And does anyone else find it a bit coincidental that all 10 schools take identical votes on their confidence level of the Partnership at the same time, and make sure to hand it first to Steve Lopez, one of the more unoriginal, lazy L.A. Times columnists? Perhaps, if our “informed” reporter dug around he would find that [of the votes taken], nearly 40 percent (in one case) of the school faculty received pink slips from the district because of the nationwide revenue problem all agencies are facing. Now, not to make light of their vote, but if anyone’s paycheck is being threatened, emotions run high; add to that a teachers’ union looking to score cheap shots anywhere it can and you have the recipe for an unflattering portrayal of any school in America. One call to Steve Lopez and “walla!” another lazy story from the L.A. Times, and an even crasser story from the Weekly. I love L.A!

—Michael, Venice

Good thing Villaraigosa didn’t seize control of all the schools during his first term. Nothing made us prouder in the community, and the mayor more perplexed, than watching the students at Santee Education Complex, one of Villaraigosa’s, lead the student struggle against Monica Garcia and Ramon Cortines’ vicious budget cuts. It’s going to take that degree of militancy to win against the mayor and against the billionaire-backed charter schools. Neither Villaraigosa’s dreams of being a “benevolent dictator,” which leads to the disastrous Arne Duncan route, nor the profit-driven Steve Barr’s even-worse motives to apply failed free-market ideas to pedagogy have worked. Making our schools hubs of civic activity and struggle, with parents, students and teachers at the forefront, seems the only way forward in a state that tasks the poor with the failures of the rich.

—Robert D. Skeels, Barrio Echo Parque

Re “City Attorney Carmen Trutanich in the House” by Paul Teetor (July 2):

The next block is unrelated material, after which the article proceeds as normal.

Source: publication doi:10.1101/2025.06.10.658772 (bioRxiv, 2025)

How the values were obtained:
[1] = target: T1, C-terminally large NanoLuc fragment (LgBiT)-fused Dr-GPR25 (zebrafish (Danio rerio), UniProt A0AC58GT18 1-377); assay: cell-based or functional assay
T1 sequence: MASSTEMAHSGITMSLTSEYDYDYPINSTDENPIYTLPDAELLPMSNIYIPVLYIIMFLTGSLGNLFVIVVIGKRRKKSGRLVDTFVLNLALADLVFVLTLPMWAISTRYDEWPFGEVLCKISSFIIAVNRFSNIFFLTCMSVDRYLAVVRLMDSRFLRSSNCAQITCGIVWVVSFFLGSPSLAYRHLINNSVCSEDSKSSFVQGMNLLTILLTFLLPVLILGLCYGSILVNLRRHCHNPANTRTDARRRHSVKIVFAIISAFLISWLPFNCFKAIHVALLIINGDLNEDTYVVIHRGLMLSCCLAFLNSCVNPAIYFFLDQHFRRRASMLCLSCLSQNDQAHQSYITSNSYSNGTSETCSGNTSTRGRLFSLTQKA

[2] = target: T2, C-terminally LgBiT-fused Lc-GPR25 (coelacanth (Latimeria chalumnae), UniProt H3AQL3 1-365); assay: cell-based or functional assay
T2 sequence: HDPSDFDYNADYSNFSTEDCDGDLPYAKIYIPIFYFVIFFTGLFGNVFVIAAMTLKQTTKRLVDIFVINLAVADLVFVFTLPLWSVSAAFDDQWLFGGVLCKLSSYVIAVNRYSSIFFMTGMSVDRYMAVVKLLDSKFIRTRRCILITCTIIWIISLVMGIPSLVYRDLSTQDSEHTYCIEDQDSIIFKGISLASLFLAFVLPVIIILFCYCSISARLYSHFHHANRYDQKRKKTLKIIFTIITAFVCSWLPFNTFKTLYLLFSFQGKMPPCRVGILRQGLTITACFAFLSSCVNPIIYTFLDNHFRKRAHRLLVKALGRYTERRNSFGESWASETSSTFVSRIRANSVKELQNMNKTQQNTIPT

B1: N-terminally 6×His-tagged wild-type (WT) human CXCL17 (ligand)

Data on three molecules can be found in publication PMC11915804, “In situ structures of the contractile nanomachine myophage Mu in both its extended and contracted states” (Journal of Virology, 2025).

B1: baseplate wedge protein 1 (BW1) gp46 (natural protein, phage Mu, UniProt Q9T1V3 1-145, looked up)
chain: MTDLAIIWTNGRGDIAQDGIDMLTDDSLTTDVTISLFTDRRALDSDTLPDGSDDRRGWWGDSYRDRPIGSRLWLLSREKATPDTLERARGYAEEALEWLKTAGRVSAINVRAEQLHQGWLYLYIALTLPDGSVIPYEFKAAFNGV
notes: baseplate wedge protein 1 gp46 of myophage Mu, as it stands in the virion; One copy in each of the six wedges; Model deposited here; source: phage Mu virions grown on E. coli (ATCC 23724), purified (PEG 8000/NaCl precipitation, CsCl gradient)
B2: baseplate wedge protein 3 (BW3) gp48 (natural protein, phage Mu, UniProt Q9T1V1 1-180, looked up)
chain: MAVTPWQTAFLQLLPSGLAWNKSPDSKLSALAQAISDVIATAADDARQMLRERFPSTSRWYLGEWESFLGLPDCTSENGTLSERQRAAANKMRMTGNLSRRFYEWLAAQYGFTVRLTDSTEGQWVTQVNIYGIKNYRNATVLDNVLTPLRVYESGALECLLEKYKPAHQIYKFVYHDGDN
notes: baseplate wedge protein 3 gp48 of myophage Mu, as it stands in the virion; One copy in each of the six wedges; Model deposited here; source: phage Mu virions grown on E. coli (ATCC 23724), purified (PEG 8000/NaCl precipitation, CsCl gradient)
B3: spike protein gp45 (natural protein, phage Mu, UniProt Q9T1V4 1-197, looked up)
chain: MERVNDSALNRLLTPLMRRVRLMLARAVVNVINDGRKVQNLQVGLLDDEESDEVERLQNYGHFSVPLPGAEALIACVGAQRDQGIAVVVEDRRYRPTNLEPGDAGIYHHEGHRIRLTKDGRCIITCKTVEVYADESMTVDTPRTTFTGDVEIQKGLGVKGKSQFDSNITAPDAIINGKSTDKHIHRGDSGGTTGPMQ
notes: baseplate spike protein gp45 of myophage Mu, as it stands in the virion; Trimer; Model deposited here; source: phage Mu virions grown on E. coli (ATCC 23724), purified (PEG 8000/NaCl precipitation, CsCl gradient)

I encounter and deal with accomplished, honest and extremely intelligent Latino professionals every day throughout Los Angeles County. I simply do not understand why rather stupid egomaniacs like Delgadillo and Villar are in the political mix. I guess for that same reason that dopes like Janice Hahn and “Nostrildamus” Waxman are elected to office over and over again. An apathetic, easily fooled public.

—Richard, Venice

Re “A French Toast, S’il Vous Plait” by Derek Thomas (July 10):

Derek Thomas desperately needs a crash course in French history. The storming of the Bastille was the work of a volatile Paris mob, not “fed-up peasants.” The revolution of 1780 was not about abolishing the monarchy but about forcing Louis XVI to accept a constitution and a national assembly. He lost his head (3-and-a-half years later) because he was suspected of being in league with the e’migres (counterrevolutionaries). The destruction of the Bastille may have been a significant event — a blow struck against a symbol of monarchical oppression — but the monarchy was not formally abolished until August 10, 1792.

The Weekly has been trumpeting its journalistic excellence lately: Rule 1 should be: get your facts straight.

—Ben Levine, Los Angeles